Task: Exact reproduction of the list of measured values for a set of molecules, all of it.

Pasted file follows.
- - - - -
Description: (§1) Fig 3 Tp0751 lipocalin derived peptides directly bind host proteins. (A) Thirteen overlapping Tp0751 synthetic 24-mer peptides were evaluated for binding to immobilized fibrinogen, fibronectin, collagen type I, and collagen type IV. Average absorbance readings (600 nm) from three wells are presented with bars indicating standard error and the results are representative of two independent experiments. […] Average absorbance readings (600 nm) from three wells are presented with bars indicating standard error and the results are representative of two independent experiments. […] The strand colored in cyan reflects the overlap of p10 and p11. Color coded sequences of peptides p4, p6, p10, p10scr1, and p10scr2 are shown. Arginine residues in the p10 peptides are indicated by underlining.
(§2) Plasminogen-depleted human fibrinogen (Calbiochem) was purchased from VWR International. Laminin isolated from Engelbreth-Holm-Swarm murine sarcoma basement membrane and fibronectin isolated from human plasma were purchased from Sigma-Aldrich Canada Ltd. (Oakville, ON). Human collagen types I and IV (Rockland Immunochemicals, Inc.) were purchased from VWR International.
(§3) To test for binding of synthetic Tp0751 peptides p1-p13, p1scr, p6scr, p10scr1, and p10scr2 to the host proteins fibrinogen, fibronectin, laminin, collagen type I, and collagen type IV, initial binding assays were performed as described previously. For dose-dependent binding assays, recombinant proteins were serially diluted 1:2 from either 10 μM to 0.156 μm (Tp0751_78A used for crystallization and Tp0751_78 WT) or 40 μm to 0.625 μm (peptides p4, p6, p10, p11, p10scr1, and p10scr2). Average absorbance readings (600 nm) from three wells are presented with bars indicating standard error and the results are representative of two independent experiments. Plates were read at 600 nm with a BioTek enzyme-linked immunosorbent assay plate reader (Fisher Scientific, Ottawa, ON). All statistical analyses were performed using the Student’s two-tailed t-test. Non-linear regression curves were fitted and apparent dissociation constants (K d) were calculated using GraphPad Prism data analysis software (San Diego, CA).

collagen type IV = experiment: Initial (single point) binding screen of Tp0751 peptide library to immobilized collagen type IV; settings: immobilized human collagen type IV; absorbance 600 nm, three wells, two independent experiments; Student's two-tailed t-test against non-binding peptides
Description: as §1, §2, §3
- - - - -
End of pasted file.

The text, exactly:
Description: (§1) Fig 3 Tp0751 lipocalin derived peptides directly bind host proteins. (A) Thirteen overlapping Tp0751 synthetic 24-mer peptides were evaluated for binding to immobilized fibrinogen, fibronectin, collagen type I, and collagen type IV. Average absorbance readings (600 nm) from three wells are presented with bars indicating standard error and the results are representative of two independent experiments. […] Average absorbance readings (600 nm) from three wells are presented with bars indicating standard error and the results are representative of two independent experiments. […] The strand colored in cyan reflects the overlap of p10 and p11. Color coded sequences of peptides p4, p6, p10, p10scr1, and p10scr2 are shown. Arginine residues in the p10 peptides are indicated by underlining.
(§2) Plasminogen-depleted human fibrinogen (Calbiochem) was purchased from VWR International. Laminin isolated from Engelbreth-Holm-Swarm murine sarcoma basement membrane and fibronectin isolated from human plasma were purchased from Sigma-Aldrich Canada Ltd. (Oakville, ON). Human collagen types I and IV (Rockland Immunochemicals, Inc.) were purchased from VWR International.
(§3) To test for binding of synthetic Tp0751 peptides p1-p13, p1scr, p6scr, p10scr1, and p10scr2 to the host proteins fibrinogen, fibronectin, laminin, collagen type I, and collagen type IV, initial binding assays were performed as described previously. For dose-dependent binding assays, recombinant proteins were serially diluted 1:2 from either 10 μM to 0.156 μm (Tp0751_78A used for crystallization and Tp0751_78 WT) or 40 μm to 0.625 μm (peptides p4, p6, p10, p11, p10scr1, and p10scr2). Average absorbance readings (600 nm) from three wells are presented with bars indicating standard error and the results are representative of two independent experiments. Plates were read at 600 nm with a BioTek enzyme-linked immunosorbent assay plate reader (Fisher Scientific, Ottawa, ON). All statistical analyses were performed using the Student’s two-tailed t-test. Non-linear regression curves were fitted and apparent dissociation constants (K d) were calculated using GraphPad Prism data analysis software (San Diego, CA).

collagen type IV = experiment: Initial (single point) binding screen of Tp0751 peptide library to immobilized collagen type IV; settings: immobilized human collagen type IV; absorbance 600 nm, three wells, two independent experiments; Student's two-tailed t-test against non-binding peptides
Description: as §1, §2, §3